All right, to start off, please introduce yourselves.
I’m Iwamoto, of the same department. I acted as director for this game, as with the previous game.
Aonuma-san, you’re involved with both the Wii and DS editions of "Zelda". Are there any differences in how you work on the two?
So you’re saying that you left the site for a while, and that let you see the DS version with a new set of eyes. As a result, you were able to spot the places where you could put in a little more work and really improve things.
That’s exactly it. So then – and I did feel bad to do so – I asked that development be extended three more months, and I worked on it during that extra period. Then, the more I worked, the better it got.
Yes, I’d heard something about that, too. I heard that the quality of the previous game improved tremendously during the final stages of development.
And then we had Iwamoto direct this time just as he did with the last game. About half of the staff had been involved in Phantom Hourglass as well, so I left matters in their hands to a certain extent. And, again, for about the final two months of development…
It was closer to three.
As you’d expect, I went back in right in the final stages of development, as I had with the previous game. I’d lobbed out several proposals, and when I came back, the results I’ve gotten were far better than I’d hoped for. I think I must have played the game through about ten times from there on. (laughs) I was making the final balance adjustments.
The producer says it was far better than he’d hoped for. Director Iwamoto, how did this project begin?
To start with, in the previous work, we’d included a lot of different features. Personally, I felt as though we’d really done our best. We built in all sorts of ways to play, using the DS’s functions. But then Producer Aonuma said, “There’s still quite a lot left to do here, isn’t there?”
Even though you’ve done all you could (laughs).
You see, though, I did feel the same way. In the previous game, there was a tremendous amount of ideas, and even I felt very strongly that we’d done absolutely everything.
Since you both felt that you’d done everything there was to do, what made you decide to make another Zelda for DS?
That’s right, the situation now is similar to the way things were with the Nintendo 64.
Very similar. If I start telling that story, though, we could be here for a while. Is that all right?
Of course, please, go on. I doubt it’s even possible to talk about Zelda theory without mentioning that story.
All right. Our first 3D Zelda game for the N64 turned out to be Ocarina of Time. I did some direction on that one, although it was only partial: I was in charge of dungeon design.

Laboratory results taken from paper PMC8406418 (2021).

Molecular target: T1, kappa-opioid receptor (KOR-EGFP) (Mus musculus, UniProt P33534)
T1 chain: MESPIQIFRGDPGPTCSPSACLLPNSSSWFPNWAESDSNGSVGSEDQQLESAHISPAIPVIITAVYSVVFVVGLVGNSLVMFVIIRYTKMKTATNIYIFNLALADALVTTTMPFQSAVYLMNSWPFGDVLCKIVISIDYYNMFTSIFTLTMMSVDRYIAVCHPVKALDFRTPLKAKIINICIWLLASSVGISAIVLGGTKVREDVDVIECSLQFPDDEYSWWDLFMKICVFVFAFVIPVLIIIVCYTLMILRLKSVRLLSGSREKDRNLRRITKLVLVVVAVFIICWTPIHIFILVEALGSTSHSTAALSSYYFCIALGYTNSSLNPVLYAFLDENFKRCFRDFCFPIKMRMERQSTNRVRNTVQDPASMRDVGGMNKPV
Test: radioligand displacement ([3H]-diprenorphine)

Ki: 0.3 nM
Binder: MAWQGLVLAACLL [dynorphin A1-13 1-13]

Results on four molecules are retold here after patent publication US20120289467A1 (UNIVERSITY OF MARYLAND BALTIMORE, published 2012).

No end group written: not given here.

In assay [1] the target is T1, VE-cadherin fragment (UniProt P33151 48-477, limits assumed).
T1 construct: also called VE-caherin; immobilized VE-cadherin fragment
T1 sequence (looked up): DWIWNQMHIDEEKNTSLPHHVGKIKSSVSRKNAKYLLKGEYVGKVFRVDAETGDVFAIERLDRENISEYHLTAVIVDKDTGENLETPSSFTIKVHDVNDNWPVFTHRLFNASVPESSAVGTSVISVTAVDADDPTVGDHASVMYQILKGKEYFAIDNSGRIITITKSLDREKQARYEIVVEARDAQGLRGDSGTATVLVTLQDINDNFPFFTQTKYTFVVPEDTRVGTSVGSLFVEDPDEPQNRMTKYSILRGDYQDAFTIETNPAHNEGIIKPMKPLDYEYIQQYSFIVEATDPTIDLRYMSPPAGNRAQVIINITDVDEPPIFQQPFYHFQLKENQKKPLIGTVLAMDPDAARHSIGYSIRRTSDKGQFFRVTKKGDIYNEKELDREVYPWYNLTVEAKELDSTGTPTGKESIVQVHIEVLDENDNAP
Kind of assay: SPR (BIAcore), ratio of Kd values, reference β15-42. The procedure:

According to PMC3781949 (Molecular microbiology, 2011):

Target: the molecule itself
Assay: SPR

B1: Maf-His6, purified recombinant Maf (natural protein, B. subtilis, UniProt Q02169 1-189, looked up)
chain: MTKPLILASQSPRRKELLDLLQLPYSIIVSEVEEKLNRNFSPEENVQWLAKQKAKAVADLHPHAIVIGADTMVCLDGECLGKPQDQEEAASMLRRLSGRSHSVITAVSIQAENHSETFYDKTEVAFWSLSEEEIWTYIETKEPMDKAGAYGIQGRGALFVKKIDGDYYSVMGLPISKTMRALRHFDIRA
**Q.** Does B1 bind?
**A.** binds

Somehow, I had the impression that you’d been overseeing everything since Ocarina of Time, Aonuma-san. Now that I think about it, I guess that wasn’t the case.
Absolutely not. I managed to stay out of the line of fire most of the time back then. (laughs)
Well, and they pretty much let me do whatever I pleased. So when we made Ocarina of Time, I felt very strongly that we’d given it our best.
When Ocarina of Time came out, people said it was far above the average level of games at the time, so I’m sure you did feel you’d done your best.
That’s right. It made us very, very happy (laughs). Even after its release, I felt that we’d really done something special; I felt very fulfilled. At the time, I think (Shigeru) Miyamoto-san had that same feeling, but apparently he also felt as though there was still quite a lot left to do.
Yes, Miyamoto-san really is greedy about things like that, isn’t he? (laughs)
And so he said: we’d already made 3D models for Ocarina of Time. By changing the situation, couldn’t we make new ways to play, a new story?
So you made Majora’s Mask.
No, we didn’t just start making Majora’s Mask, not right away. There was actually a flip-side, and in the beginning, the idea was to make a “Ura (Flip-Side) Zelda”.
Ultimately, other staff members handled Master Quest. Still, as someone who has been in charge of the dungeons, I just couldn’t get that excited over making a flip-side for them. I couldn’t see it turning into a new Zelda, either. But we’d been told to make Zelda. It isn’t as though we could just say, “I don’t want to”, and end it there. At that point, Miyamoto-san gave us a trade-off: he said, if we could make a new Zelda in one year, then it wouldn’t have to be a “flip-side”.
Well! So you’re saying Majora’s Mask was the result of your team picking up the gauntlet he’d thrown down? (laughs)
Yes. That was the deal. But Ocarina of Time did take three years to make, you know!?
That it did (laughs).
Actually, I feel as though, back then, we were given a glimpse of the concept that “Deep, compact play is one form of the games of the future”. I think in that sense, as a product, “Majora’s Mask” was a big turning point for Nintendo. That said, I had no idea it was the result of an argument. (laughs)
That’s correct. (laughs) Still, in the beginning, it was all trial and error. Ultimately we adopted the “three-day system”, and made it so that, if you couldn’t clear the game inside of three days, the world was destroyed.
It turned out to be a very tense game, didn’t it?
Then, in Majora’s Mask, you had to remember all sorts of things so that the world wouldn’t be destroyed: “Oh, there was something here, and something else over there”, things like that. That’s another thing it shares with Spirit Tracks.
You’re travelling by train, and if you’re careful to remember where things are, they come in handy later.
And this time, since it’s on DS, you can take notes.
It’s very odd that something you worked so hard to think up should come in handy again now, almost ten years later. (laughs)
It is. (laughs)